One of the big revelations in Jane Mayer’s blockbuster New Yorker report on Fox News is that during the network’s 2015 Republican presidential debate, former Fox News chief Roger Ailes gave then-candidate Donald Trump a question in advance. The way former Fox News contributor Meghan McCain sees it, it’s really not that big a deal because “both sides” do it, citing the Donna Brazile/Hillary Clinton saga at CNN.
According to Mayer’s article, a number of Fox News sources say that Ailes tipped off Trump prior to the Cleveland debate that then-anchor Megyn Kelly would ask him about his past misogynistic comments and actions. Trump was apparently prepared for Kelly’s hard-hitting question, immediately attempting to brush it off by joking that it was “only Rosie O’Donnell” who drew his ire. Another Fox News insider told Mayer that Trump also received another question in advance, this one regarding whether or not he’d support the Republican nominee if he didn’t win the primary.
At the top of Monday’s broadcast of The View, the panel discussed the bombshell story and at one point, focused on the debate questions. After Abby Huntsman (another former Fox Newser) insisted that you need to separate the opinion side from the news side at Fox News — a repeated talking point from Fox News employees — guest host Bari Weiss noted that to the regular viewer, it all “blends together” and that straight news coverage from Bret Baier gets conflated with conspiracy theories about Russia and George Soros.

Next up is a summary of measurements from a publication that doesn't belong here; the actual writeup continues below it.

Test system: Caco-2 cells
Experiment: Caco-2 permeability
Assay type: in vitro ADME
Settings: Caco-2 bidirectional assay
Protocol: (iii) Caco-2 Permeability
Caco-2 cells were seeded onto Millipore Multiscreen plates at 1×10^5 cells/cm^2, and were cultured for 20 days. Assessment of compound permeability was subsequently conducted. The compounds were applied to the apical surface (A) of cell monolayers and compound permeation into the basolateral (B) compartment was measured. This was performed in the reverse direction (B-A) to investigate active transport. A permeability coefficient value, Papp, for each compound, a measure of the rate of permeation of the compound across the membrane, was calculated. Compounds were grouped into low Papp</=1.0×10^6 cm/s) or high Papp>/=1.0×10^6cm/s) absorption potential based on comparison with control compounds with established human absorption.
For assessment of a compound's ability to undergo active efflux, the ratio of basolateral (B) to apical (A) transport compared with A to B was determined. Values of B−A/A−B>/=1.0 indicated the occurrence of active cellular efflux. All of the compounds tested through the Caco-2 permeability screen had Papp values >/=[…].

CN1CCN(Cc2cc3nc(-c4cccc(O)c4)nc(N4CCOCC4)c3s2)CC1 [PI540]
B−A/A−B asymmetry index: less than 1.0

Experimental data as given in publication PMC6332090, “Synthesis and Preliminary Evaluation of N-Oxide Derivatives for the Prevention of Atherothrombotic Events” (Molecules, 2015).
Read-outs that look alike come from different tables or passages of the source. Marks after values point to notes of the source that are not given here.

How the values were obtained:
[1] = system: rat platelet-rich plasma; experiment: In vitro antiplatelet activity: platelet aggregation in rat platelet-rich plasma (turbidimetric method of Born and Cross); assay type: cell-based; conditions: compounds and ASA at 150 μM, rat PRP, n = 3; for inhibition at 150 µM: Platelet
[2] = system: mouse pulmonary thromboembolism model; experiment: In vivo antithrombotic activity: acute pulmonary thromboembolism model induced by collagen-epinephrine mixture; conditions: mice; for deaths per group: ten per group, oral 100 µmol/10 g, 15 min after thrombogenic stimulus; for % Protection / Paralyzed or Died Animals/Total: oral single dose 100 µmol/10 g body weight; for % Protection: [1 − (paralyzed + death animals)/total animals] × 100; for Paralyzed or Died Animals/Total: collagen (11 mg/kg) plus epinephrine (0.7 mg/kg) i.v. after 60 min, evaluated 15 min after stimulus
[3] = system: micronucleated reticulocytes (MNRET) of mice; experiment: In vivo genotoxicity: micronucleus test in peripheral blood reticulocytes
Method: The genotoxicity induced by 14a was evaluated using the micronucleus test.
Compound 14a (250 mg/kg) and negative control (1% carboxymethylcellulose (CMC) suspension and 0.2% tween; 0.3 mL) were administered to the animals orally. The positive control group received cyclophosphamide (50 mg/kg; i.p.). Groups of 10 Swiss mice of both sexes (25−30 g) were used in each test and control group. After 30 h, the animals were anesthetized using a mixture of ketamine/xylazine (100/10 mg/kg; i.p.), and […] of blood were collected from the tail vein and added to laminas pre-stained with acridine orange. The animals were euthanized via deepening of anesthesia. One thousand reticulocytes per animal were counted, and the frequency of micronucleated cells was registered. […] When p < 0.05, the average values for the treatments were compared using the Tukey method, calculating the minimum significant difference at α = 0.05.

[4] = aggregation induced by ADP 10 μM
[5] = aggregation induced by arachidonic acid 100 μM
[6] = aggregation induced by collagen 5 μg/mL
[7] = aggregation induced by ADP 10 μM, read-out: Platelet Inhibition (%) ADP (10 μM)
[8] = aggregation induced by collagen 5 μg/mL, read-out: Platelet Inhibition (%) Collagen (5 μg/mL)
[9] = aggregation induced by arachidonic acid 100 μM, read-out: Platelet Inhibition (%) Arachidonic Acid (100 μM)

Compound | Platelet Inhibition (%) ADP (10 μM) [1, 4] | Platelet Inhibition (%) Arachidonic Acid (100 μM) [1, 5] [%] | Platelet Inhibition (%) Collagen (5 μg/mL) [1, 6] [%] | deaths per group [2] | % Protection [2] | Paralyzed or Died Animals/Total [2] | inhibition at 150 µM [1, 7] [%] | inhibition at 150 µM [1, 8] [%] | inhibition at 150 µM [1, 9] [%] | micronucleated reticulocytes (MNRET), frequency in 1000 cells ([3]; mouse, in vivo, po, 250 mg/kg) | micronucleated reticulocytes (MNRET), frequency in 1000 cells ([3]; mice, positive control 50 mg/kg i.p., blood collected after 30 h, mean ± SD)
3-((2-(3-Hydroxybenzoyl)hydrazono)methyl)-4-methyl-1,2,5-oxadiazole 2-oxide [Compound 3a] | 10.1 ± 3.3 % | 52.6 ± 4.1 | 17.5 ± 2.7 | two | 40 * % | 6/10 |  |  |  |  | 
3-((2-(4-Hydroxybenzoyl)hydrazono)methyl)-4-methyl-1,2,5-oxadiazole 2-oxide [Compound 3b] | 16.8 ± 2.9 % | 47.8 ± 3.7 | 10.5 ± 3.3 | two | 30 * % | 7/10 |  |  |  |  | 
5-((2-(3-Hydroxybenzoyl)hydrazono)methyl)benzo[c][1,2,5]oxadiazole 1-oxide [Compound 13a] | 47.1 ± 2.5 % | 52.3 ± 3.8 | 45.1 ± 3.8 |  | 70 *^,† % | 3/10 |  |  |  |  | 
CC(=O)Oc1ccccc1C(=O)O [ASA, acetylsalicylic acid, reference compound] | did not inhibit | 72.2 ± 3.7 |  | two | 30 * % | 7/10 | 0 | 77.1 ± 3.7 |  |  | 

“Just to counterpunch on that, Donna Brazile was exposed in WikiLeaks for giving up a debate question from the Clinton campaign,” McCain said, prompting co-host Joy Behar to reply that Brazille resigned from CNN.
“I’m just saying the debate question thing has happened on both sides,” McCain continued. “I would make the same argument about CNN commentators. There’s a lot of times I don’t know the difference between an opinion host and a journalist on CNN as well.”
She went on to say there is a “systemic” problem with journalism before telling Weiss — an opinion columnist for the New York Times — that she’s a “great journalist.” Weiss, meanwhile, said that she found it strange for a news organization to kill the Stormy Daniels scoop, which was another revelation in the Mayer piece.
McCain claimed that the story was likely killed because one of the sources came from the tabloid world and that journalists and editors sometimes don’t want to give enough credit to gossip writers.
Watch the clip above, via ABC.